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Practical Applications of Rational Emotive Therapy
10 CEUs Practical Applications of Rational Emotive Therapy

Section 20
The Application of Rational-Emotive Theory and Therapy to School-Aged Children

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This article explains rational-emotive theory and therapy and its applications to school psychology. The theory's distinction between disturbed and nondisturbed emotions and the distinction between irrational and rational beliefs are highlighted. A history of rational-emotive therapy and its application to the emotional problems of children is presented along with a rationale for various treatment interventions. Research in RET is briefly reviewed and the results of studies of rational-emotive education are highlighted. The application of RET to preventive mental health, reducing teacher stress, organizational consulting, and child psychotherapy are then reviewed. The article concludes with a discussion of the similarity and differences between RET and other forms of cognitive-behavior therapy such as cognitive therapy, attribution theory, and social problem solving approaches.

Many school psychologists are responsible for designing and implementing intervention strategies for children's emotional and behavior problems in schools. To meet this responsibility, school psychologists require interventions, such as brief counseling or consultation strategies, which are effective and time-limited. This article, and the entire mini-series for that matter, is designed to show how rational-emotive therapy can be a valuable tool to help school psychologists deal with the emotional and behavior problems of children.

RET is one of the most popular forms of individual psychotherapy and counseling (Heesacker, Heppner, & Rogers, 1982; D. Smith, 1982). The Rational-Emotive model has been applied to numerous areas of professional psychology including the treatment of emotional disorders of adults (Ellis, 1973a; Walen, DiGiuseppe, & Wessler, 1980), and children (Bernard & Joyce, 1984; Ellis & Bernard, 1983), marital therapy (Ellis, Sichel, Yeager, DiMattia, & DiGiuseppe, 1989), substance abuse (Ellis, McInerny, DiGiuseppe, & Yeager, 1988), depression (Ellis, 1987), reducing employee absenteeism (Klarrich, DiGiuseppe, & DiMattia, 1986), reducing work related (DiMattia, 1988) and teacher stress (Bernard, 1988b). It has been used in consulting psychology (Bernard & DiGiuseppe, in press), family therapy (Huber & Baruth, 1989), and other areas (Ellis & Bernard, 1985). Despite wide acceptance in clinical and counseling psychology, RET has received little attention in the school psychology literature (Waters, 1982).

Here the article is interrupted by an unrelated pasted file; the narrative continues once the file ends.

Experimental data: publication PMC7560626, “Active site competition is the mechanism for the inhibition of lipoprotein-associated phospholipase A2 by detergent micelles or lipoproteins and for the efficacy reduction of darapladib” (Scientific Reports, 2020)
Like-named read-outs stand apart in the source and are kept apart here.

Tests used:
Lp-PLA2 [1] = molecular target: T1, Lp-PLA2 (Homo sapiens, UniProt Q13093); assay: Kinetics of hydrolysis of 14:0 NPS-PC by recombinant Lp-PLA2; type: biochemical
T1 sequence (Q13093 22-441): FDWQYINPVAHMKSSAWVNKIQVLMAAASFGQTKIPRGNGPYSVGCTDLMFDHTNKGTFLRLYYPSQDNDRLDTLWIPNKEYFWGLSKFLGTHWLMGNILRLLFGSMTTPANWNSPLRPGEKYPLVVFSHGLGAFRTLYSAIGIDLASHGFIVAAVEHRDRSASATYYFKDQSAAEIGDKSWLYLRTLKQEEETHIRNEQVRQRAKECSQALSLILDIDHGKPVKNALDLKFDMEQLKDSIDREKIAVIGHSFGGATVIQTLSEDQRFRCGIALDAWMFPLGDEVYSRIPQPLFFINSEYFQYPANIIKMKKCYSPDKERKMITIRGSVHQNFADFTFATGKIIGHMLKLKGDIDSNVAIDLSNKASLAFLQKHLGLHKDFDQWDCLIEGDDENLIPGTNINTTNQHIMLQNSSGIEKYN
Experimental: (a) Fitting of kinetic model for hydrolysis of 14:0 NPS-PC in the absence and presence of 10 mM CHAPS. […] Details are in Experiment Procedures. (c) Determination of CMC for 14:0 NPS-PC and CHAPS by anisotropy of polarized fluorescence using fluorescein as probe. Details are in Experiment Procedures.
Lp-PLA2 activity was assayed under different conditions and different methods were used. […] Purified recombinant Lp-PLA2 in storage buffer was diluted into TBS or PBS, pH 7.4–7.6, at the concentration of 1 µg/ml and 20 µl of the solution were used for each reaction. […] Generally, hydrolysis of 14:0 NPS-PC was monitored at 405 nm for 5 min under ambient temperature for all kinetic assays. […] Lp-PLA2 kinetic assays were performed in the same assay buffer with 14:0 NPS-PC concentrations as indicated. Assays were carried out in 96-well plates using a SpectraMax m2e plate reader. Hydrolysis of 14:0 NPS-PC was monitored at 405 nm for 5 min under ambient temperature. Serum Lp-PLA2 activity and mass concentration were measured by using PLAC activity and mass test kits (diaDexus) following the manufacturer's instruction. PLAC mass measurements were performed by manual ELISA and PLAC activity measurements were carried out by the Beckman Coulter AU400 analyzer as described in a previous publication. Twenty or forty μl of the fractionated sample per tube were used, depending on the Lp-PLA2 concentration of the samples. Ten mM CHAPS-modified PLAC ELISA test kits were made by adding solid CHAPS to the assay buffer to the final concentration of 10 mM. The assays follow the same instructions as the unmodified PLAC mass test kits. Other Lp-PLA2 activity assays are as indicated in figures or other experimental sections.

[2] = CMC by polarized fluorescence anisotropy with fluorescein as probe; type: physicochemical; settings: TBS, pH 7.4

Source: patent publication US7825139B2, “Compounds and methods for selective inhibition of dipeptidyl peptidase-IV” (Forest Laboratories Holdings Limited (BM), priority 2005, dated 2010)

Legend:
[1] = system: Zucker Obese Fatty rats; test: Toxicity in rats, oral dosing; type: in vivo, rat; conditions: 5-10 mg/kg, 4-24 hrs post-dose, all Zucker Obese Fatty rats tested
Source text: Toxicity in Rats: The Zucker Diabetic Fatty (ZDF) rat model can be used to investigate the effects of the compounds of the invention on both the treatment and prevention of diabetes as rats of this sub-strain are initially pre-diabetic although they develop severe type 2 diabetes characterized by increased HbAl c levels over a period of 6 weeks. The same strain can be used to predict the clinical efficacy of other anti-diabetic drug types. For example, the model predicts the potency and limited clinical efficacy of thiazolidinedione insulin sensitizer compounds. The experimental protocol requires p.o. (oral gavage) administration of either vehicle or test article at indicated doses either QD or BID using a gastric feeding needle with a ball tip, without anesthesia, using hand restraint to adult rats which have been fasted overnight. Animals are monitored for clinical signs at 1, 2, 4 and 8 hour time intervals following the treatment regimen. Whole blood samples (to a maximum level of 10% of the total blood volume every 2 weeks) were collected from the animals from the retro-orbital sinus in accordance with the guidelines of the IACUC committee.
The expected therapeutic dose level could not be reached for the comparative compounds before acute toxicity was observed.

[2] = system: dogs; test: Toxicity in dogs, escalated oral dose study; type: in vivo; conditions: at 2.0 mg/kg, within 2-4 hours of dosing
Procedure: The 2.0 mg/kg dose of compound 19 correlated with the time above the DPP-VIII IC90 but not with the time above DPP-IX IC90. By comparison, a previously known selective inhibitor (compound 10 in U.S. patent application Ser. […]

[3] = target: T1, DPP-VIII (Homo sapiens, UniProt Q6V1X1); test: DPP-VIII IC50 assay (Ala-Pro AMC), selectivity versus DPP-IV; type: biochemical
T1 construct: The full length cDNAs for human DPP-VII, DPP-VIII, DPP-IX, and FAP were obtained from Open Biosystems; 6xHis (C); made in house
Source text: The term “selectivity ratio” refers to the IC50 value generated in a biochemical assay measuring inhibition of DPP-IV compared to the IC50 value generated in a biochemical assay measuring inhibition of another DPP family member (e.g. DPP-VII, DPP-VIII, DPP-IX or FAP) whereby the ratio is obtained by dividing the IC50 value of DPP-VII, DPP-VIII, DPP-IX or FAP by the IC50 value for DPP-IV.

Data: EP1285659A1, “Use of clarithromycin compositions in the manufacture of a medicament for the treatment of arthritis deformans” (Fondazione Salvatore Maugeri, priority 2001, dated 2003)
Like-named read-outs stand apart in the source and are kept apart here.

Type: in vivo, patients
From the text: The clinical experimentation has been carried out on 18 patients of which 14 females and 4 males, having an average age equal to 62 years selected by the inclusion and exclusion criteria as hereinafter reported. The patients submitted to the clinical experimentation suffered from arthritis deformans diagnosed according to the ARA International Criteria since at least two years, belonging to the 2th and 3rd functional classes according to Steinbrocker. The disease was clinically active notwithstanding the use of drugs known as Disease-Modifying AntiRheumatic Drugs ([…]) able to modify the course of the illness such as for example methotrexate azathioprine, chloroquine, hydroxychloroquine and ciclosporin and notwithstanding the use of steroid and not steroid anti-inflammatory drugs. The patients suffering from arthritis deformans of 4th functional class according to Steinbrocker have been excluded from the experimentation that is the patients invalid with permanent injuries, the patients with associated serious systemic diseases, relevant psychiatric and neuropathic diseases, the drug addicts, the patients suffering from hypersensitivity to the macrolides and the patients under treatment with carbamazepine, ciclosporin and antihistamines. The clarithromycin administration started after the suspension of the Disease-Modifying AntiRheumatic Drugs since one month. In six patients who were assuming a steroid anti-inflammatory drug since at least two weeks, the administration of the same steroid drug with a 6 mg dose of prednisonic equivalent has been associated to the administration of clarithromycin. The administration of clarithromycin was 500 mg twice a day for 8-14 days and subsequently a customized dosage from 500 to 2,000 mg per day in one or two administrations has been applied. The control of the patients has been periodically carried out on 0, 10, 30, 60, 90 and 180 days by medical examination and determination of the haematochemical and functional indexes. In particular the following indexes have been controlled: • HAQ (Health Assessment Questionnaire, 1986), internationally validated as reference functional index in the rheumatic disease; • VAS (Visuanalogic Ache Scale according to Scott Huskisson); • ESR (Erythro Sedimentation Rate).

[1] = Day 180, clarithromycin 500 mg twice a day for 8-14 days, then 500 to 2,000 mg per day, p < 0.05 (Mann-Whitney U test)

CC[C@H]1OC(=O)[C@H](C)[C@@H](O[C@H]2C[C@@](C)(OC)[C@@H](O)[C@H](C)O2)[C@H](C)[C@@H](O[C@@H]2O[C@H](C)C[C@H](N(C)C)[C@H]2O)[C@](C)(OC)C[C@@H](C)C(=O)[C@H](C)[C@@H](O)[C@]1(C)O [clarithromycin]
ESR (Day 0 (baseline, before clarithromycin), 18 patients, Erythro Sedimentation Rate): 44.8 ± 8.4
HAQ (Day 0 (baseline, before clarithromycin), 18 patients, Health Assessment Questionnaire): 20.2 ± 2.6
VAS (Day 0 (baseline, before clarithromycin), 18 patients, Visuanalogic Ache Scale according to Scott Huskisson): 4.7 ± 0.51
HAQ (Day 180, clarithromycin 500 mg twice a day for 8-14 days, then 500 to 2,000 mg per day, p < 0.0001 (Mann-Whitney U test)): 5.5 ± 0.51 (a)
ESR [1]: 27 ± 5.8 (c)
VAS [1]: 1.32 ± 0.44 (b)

General cognitive behavior therapy (CBT), which has become the dominant theoretical orientation in professional psychology, is best represented in school psychology by the work of Hughs (1988) and Kendall (Fox & Kendall, 1983; Kendall, 1986; Kendall & Braswell, 1985). While RET was one of the first major forms of CBT (Ellis, 1989a) and similar in many ways to general cognitive behavior therapy, there are significant differences between RET and other forms of CBT which have important implications for treatment (Ellis, 1980). CBT is not a unified theory. Hughs (1988) characterizes the field as "a diverse assemblage of models and strategies for assessing and treating an individual's performance" (p. 3). Hughes (1988) sees CBT as developing from Bandura's (1969; 1977) social learning theory, the study of self-control processes (Kanfer & Karoly, 1972), self-instructional training (Kendall & Braswell, 1986; Meichenbaum & Goodman, 1971), problem-solving approaches to adjustment (Spivack, Platt, & Shure, 1976), and the cognitive approaches of Beck (1976) and Ellis (1976). Mahoney (1987) has identified over 10 variations of cognitive-behavior therapy (see Dobson, 1987). All forms of CBT share the beliefs that a person's thoughts, perceptions, and images mediate emotions and behavior and that changing cognitions is an effective strategy for intervention. However, they focus on different cognitions and different targets. Some forms of CBT recommend changing cognitions to change behaviors, while others change cognitions to affect emotions. This article presents the basic theory of RET and discusses how it differs from general cognitive behavior therapy. Other articles in this mini-series present applications of RET to specific areas of school psychology practice.

RET Techniques for Change